Interzone - Issue #224
Edited by Andy Cox
Cover Artist: Adam Tredowski
Review by Sam Tomaino
TTA Press ISBN/ITEM#: 0264-3596
Date: 28 October 2009
Links: Interzone -- October / Pub Info / Table of Contents /
The issue begins with a novella by Jason Sandford, "Sublimation Angels". I have enjoyed Sanford's stories in the past and I was looking forward to this one. I was not disappointed. Chicka and Alna are humans, part of a colony living on the planet Eur. Also resident are a race called the Aural, a race that seems to be illuminated balls of energy. They make great designs in the sky but resist all attempts at contact. Six hundred years ago they communicated with Earth and allowed them to land in their home planet, whose orbit they had changed so that it was elliptical enough so as to take it far enough away out of Aural space for humans to land on it. No human ship could approach closer or it would be destroyed. The colony is ruled by a woman called Big Mom who is actually an AI downloaded into a human body because the Aurals do not allow them to have anything but the minimum of tech. Chicka learns more about the way things really are in this truly interesting culture. Sanford shows again just what a talent he is.
In "No Longer You" by Katherine Sparrow and Rachel Swirksky, Simon's lover Rebecca has left him and he is devastated. Almost instantly, he meets a strange woman named Aviva who has something secret about her. She had seen Simon dance before he was injured and thought him very talented. As the story develops, we learn more about Aviva and an Israeli settlement founded by the radical Rabbi Zacharias. What Aviva really is and her plans for Simon make for a very good story.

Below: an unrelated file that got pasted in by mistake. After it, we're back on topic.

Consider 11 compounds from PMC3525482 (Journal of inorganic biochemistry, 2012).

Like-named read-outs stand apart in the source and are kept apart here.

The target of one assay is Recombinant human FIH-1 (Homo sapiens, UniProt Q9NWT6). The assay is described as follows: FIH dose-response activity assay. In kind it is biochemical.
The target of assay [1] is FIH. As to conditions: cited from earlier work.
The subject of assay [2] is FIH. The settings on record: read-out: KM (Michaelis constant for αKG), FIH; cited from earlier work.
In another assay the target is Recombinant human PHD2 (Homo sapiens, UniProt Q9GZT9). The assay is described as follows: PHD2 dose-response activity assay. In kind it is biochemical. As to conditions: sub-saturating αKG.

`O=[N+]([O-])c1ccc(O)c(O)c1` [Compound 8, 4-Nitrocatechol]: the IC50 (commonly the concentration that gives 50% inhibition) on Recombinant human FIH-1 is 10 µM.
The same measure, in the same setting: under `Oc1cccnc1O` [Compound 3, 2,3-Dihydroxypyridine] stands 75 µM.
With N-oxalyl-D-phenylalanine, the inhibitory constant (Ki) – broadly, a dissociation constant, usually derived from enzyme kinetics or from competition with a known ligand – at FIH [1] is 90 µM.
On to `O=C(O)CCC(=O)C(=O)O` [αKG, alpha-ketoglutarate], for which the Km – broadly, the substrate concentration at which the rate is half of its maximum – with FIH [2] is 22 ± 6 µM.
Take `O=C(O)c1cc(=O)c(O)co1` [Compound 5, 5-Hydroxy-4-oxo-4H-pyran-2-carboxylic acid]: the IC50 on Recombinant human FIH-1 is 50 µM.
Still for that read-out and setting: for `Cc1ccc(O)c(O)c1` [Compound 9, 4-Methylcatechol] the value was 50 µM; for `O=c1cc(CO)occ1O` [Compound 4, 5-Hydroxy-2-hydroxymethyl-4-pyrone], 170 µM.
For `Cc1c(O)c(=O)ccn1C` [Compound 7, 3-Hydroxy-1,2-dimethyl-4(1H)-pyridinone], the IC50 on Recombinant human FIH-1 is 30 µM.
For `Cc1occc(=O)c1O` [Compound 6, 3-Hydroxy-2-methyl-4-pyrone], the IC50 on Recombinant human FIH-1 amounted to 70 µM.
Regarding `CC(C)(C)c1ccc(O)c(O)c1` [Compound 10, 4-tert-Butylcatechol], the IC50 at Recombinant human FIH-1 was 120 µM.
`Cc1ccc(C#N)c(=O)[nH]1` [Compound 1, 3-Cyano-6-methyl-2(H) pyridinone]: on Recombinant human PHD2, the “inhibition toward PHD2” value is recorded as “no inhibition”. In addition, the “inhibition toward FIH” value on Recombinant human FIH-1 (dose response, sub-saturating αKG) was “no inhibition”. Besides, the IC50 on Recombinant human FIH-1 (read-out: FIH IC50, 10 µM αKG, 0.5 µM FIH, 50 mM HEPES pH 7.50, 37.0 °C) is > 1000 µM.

Adrian Joyce's "Shucked" focuses on two people, working in some sort of tech firm late at night. Kevin appears to be some sort of engineer, trying to correct a project that had gone wrong. Darryl is the night watchman, bored with his job. But there is something in the night with plans for both of them in this horror-tinged tale.
"The Godfall's Chemsong" by Jeremiah Tolbert takes place on an a water world called Kharybdis. It is peopled by an aquatic race that lives off flesh, sometimes their own. It is a matriarchal society ruled by a Mother who decides who gets fed. Muskblue is a young female who discovers a dead body in the water. From the description, it may be a human that somehow fell from the sky. Muskblue considers this being a god of some sort. She has been starved by Mother and she consumes it entirely which is against the rules. She is exiled from the group and must make it, somehow, on her own. She is able to lure a male and get herself pregnant. She can later expel her eggs and feed on her young. But something happens before then that may seem clearer to us then to her. Tolbert does a good job here in creating an alien culture.
Finally, there is "The Festival of Tethselem" by Chris Butler. Devesh and James are thieves who want to pull off the ultimate caper, the theft of a mysterious statue called the Figure of Frozen Time. It is in the city of Tethselem which had won a war against Devesh's and James people. If they just moved the statue, rumor has it that time would be changed. They get into the city under the guise of helping an artist, Lalitchandra Marrow, and his wife, Sahana. While checking out the building which houses the statue, James sees a strange woman whose name he finds out is Cress, who seems to have a reverence for the statue. How all these people come together makes for a well-done story.
Once more, Interzone shows why it the finest magazine on the market. Subscribe!